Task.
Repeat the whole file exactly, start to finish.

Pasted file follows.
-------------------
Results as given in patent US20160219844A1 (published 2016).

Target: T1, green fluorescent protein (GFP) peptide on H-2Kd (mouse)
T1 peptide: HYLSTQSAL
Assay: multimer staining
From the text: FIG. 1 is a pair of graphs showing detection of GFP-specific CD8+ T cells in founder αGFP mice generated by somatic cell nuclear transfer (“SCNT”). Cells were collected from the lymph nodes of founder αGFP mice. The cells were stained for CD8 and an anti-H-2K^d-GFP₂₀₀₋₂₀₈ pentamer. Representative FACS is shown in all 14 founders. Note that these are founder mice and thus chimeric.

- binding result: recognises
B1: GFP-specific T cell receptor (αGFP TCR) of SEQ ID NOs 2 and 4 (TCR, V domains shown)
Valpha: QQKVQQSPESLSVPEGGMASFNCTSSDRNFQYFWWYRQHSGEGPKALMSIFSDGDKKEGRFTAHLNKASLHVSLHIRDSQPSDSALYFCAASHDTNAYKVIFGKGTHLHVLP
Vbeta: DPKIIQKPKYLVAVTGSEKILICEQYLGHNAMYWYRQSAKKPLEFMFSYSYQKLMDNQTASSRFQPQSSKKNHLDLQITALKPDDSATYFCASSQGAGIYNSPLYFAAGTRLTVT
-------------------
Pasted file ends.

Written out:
Results as given in patent US20160219844A1 (published 2016).

Target: T1, green fluorescent protein (GFP) peptide on H-2Kd (mouse)
T1 peptide: HYLSTQSAL
Assay: multimer staining
From the text: FIG. 1 is a pair of graphs showing detection of GFP-specific CD8+ T cells in founder αGFP mice generated by somatic cell nuclear transfer (“SCNT”). Cells were collected from the lymph nodes of founder αGFP mice. The cells were stained for CD8 and an anti-H-2K^d-GFP₂₀₀₋₂₀₈ pentamer. Representative FACS is shown in all 14 founders. Note that these are founder mice and thus chimeric.

- binding result: recognises
B1: GFP-specific T cell receptor (αGFP TCR) of SEQ ID NOs 2 and 4 (TCR, V domains shown)
Valpha: QQKVQQSPESLSVPEGGMASFNCTSSDRNFQYFWWYRQHSGEGPKALMSIFSDGDKKEGRFTAHLNKASLHVSLHIRDSQPSDSALYFCAASHDTNAYKVIFGKGTHLHVLP
Vbeta: DPKIIQKPKYLVAVTGSEKILICEQYLGHNAMYWYRQSAKKPLEFMFSYSYQKLMDNQTASSRFQPQSSKKNHLDLQITALKPDDSATYFCASSQGAGIYNSPLYFAAGTRLTVT